The central highlands—actually a part of the Himalayan chain—include the main Hindu Kush range. Its area of about 160,000 square miles (414,000 square km) is a region of deep, narrow valleys and lofty mountains, some peaks of which rise above 21,000 feet (6,400 metres). High mountain passes, generally situated between 12,000 and 15,000 feet (3,600 to 4,600 metres) above sea level, are of great strategic importance and include the Shebar Pass, located northwest of Kabul where the Bābā Mountains branch out from the Hindu Kush, and the storied Khyber Pass, which leads to the Indian subcontinent, on the Pakistan border southeast of Kabul. The Badakhshān area in the northeastern part of the central highlands is the location of the epicentres for many of the 50 or so earthquakes that occur in the country each year.
The northern plains region, north of the central highlands, extends eastward from the Iranian border to the foothills of the Pamirs, near the border with Tajikistan. It comprises some 40,000 square miles (103,000 square km) of plains and fertile foothills sloping gently toward the Amu Darya (the ancient Oxus River). This area is a part of the much larger Central Asian Steppe, from which it is separated by the Amu Darya. The average elevation is about 2,000 feet (600 metres). The northern plains region is intensively cultivated and densely populated. In addition to fertile soils, the region possesses rich mineral resources, particularly deposits of natural gas.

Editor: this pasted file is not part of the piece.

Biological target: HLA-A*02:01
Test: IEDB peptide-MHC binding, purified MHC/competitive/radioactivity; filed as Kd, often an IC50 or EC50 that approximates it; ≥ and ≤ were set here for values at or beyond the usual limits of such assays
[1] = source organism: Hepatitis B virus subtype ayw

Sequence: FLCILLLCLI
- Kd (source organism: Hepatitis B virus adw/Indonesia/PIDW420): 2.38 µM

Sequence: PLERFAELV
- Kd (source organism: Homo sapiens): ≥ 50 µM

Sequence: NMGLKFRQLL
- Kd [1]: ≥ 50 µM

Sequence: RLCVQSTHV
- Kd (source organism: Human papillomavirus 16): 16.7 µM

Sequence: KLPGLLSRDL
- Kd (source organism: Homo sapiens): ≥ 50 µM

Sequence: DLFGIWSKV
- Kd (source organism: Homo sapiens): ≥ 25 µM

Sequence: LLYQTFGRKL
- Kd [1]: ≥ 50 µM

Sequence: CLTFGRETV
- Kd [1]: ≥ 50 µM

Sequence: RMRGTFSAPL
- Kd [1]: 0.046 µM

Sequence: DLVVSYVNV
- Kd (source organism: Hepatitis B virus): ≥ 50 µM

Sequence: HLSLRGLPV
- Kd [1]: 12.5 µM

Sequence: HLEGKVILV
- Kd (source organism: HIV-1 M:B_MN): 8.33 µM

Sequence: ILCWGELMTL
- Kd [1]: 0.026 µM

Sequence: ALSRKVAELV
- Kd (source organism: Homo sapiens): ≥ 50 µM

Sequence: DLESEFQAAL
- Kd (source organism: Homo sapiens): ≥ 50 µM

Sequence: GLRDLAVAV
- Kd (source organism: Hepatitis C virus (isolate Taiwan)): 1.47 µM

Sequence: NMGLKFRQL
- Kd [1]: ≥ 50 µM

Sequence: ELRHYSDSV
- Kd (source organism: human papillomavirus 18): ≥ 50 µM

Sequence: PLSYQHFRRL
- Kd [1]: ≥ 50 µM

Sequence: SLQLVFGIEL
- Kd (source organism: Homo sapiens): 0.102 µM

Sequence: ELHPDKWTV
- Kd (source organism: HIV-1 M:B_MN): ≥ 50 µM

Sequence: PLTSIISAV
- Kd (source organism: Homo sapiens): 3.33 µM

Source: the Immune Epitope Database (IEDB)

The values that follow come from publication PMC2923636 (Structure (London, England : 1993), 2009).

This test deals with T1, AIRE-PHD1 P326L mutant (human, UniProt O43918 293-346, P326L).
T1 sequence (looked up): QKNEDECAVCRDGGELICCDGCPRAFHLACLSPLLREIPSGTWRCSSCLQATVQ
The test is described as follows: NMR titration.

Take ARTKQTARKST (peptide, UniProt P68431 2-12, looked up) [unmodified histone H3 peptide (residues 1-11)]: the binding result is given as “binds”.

The southwestern plateau, south of the central highlands, is a region of high plateaus, sandy deserts, and semideserts. The average elevation is about 3,000 feet (900 metres). The southwestern plateau covers about 50,000 square miles (130,000 square km), one-fourth of which forms the sandy Rīgestān region. The smaller Mārgow Desert of salt flats and desolate steppe lies west of Rīgestān. Several large rivers cross the southwestern plateau; among them are the Helmand River and its major tributary, the Arghandāb.
Most of Afghanistan lies between 2,000 and 10,000 feet (600 and 3,000 metres) in elevation. Along the Amu Darya in the north and the delta of the Helmand River in the southwest, the elevation is about 2,000 feet (600 metres). The Sīstān depression of the southwestern plateau is roughly 1,500 to 1,700 feet (450 to 500 metres) in elevation.
Practically the entire drainage system of Afghanistan is enclosed within the country. Only the rivers in the east, which drain an area of 32,000 square miles (83,000 square km), reach the sea. The Kābul River, the major eastern stream, flows into the Indus River in Pakistan, which empties into the Arabian Sea of the Indian Ocean. Almost all the other important rivers of the country originate in the central highlands region and empty into inland lakes or dry up in sandy deserts. The major drainage systems are those of the Amu Darya, Helmand, Kābul, and Harīrūd.
The country possesses extremes in the quality of its soils. The central highlands have desert-steppe or meadow-steppe types of soil. The northern plains have extremely rich, fertile, loesslike soils, while the southwestern plateau has infertile desert soils except along the rivers, where alluvial deposits can be found.